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Supply and Demand for TV Ads: Past, Present and Future

June 13th, 2018   ||    by John R. Osborn

It’s Economics 101: the law of supply and demand. This law describes the relationship between how much of a commodity producers wish to sell and how much consumers wish to buy. Pricing is set at the equilibrium point between these two forces.

Over 60-plus years, increasingly strong demand for TV ad inventory has kept pricing from crashing even as supply has increased again and again. Today, these dynamics are in flux once more as internet-delivered video joins traditional television in the lineup of ad-buying options. Here’s a look at TV supply and demand throughout the decades.


The early days of TV were built on the radio model, where sponsors produced programs like “Lucky Strike Presents: Your Hit Parade.” But TV production was so expensive that full sponsorship gave way to multiple sponsors and, ultimately, in-program spots. This increased the supply of inventory and lowered the cost of entry, drawing new advertisers into the marketplace.

In this period, national TV networks created the upfront, the auction-like marketplace that locked in future business and put premiums on advertisers who were left buying scatter. That marketplace continues to function even today, as demand has consistently exceeded supply.


Ad supply increased in 1982, when the U.S. Justice Department won the removal of the NAB’s long-held limits on ad time, according to The Museum of Broadcast Communications. Like the earlier shift to multiple sponsors, this expansion of supply opened the door to new advertisers.

The early 1980s also saw the arrival of cable TV, a brand-new distribution system. Suddenly, instead of four broadcast TV networks, advertisers had 28 new sellers, such as MTV, A&E, ESPN, and Discovery. As happened before, TV supply increased, but was offset by demand from clients with small budgets who could now enter the TV arena. This demand benefited local broadcast stations, as small advertisers often needed to prioritize by geographic markets, and local cable-system operators weren’t ready to handle local buys.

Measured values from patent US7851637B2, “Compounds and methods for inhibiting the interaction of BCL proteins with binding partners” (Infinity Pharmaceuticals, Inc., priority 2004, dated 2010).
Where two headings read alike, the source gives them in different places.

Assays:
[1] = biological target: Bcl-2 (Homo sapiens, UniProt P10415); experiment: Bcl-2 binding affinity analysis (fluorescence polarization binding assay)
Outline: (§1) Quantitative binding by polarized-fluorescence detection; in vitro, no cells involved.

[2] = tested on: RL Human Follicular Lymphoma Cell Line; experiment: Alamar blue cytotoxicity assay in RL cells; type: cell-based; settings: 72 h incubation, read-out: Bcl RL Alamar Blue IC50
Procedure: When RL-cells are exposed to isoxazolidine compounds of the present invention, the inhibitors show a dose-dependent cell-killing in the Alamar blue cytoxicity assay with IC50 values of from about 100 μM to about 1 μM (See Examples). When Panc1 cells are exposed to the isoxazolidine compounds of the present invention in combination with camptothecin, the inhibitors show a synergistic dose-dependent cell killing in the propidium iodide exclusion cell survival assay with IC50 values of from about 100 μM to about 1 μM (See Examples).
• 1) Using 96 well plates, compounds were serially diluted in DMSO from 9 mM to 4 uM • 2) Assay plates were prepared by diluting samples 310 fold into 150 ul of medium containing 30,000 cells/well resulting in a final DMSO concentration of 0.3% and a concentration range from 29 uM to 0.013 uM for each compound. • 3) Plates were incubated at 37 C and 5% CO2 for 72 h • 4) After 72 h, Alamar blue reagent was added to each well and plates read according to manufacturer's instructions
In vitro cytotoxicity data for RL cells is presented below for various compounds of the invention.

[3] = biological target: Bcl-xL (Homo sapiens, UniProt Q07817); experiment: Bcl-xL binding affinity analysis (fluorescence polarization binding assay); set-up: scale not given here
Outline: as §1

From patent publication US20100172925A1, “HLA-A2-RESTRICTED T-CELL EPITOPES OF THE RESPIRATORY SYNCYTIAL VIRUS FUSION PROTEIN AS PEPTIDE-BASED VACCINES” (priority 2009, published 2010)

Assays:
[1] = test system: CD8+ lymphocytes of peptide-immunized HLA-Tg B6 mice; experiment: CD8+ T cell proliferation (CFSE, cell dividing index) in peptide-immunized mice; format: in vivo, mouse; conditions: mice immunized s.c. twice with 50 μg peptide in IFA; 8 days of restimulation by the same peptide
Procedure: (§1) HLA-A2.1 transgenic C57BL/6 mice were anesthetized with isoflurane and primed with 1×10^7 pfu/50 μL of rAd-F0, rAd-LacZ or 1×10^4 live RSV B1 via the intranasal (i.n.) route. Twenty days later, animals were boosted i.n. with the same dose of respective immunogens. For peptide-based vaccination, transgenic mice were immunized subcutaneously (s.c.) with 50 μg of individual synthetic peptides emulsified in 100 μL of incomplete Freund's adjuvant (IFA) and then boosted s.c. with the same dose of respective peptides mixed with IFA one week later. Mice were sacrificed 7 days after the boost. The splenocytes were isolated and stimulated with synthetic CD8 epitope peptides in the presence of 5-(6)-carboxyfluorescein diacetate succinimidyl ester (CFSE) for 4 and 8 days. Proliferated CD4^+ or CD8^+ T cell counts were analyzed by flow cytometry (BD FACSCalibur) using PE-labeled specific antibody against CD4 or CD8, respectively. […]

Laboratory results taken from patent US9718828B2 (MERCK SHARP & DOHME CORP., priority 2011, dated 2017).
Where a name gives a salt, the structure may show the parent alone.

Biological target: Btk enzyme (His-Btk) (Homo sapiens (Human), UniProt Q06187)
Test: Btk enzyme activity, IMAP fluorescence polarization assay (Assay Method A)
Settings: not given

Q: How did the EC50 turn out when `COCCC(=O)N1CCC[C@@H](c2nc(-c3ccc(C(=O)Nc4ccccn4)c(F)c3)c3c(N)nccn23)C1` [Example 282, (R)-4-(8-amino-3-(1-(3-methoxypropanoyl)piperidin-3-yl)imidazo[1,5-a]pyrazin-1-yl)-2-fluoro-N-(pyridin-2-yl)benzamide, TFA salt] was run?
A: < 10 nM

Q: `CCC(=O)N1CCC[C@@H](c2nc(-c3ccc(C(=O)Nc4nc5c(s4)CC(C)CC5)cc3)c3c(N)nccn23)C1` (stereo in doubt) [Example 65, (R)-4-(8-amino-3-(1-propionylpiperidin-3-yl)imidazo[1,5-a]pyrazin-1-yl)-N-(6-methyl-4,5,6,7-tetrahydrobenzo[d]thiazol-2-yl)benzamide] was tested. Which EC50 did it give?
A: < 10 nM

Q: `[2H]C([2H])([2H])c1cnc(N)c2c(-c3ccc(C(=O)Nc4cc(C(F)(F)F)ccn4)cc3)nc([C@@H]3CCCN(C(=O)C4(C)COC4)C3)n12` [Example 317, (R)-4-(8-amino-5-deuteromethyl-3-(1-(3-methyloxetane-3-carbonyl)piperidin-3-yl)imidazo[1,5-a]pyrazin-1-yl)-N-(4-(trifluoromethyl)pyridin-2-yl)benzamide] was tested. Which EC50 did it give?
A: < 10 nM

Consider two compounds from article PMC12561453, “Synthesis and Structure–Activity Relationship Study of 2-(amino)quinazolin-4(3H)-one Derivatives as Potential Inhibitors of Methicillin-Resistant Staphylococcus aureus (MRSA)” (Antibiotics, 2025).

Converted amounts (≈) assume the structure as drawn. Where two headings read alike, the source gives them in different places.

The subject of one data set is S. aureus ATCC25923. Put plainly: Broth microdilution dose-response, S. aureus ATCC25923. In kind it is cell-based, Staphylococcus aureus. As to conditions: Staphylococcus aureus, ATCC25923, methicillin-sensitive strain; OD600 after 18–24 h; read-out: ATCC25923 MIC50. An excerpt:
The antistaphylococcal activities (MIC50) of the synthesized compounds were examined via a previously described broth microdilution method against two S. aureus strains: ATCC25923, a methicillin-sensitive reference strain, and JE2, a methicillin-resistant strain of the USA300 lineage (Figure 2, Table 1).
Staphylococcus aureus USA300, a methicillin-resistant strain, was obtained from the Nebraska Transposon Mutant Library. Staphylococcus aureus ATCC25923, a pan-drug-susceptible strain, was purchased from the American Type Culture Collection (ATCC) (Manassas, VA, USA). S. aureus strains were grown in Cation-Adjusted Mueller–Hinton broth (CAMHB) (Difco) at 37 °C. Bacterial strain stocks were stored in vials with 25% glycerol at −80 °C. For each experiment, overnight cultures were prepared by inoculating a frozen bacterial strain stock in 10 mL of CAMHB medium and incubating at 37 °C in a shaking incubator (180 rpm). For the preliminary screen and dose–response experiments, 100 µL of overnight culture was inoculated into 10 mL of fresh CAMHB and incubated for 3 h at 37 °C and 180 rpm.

Although the internet and digital advertising arrived in the 1990s, it wasn’t until the early 2000s that internet distribution through broadband and, eventually, Wi-Fi could finally deliver streaming video content. TV became “T/V” (Television/Video).

Online T/V ad supply also exploded through the likes of Google’s YouTube. Advertisers who used digital could now communicate through many personalized channels, expanding demand to go with supply.

Skinny-bundlers like Sling and even national networks like CBS and ESPN now offer streaming services, some with higher-priced ad-free options for subscribers. This has led to a massive musical-chairs game of cord-cutters, video subscribers, and legacy television viewers. As ad supply drops on cable and broadcast, it increases through streaming video, opening new demand sources and reducing others at a dizzying rate.

OK, I’m Dizzy: What Does a Local TV Buyer or Seller Do?

  • Stay on top of technology-driven innovation through industry publishers, conferences, webinars, suppliers, partners, and so on
  • Be open to—and embrace—change management attitudes, resources, and tools
  • Gain firsthand knowledge and experience of programmatic TV, addressable advertising, and automated TV buying/selling
  • Know that as automated buying and selling marketplaces become real-time, data analysis skills will be key
  • For sellers, add new data analytics tools to price ad buys where targets may not be obvious
  • For agencies and buyers, learn to compete on KPIs beyond CPM/CPP, as buying clout is no longer the only route to success

The T/V advertising business will likely expand as demand continues to grow alongside new supply sources. Success will come to those with the mindset and skills to manage daily swings in supply and demand—and adapt again and again.

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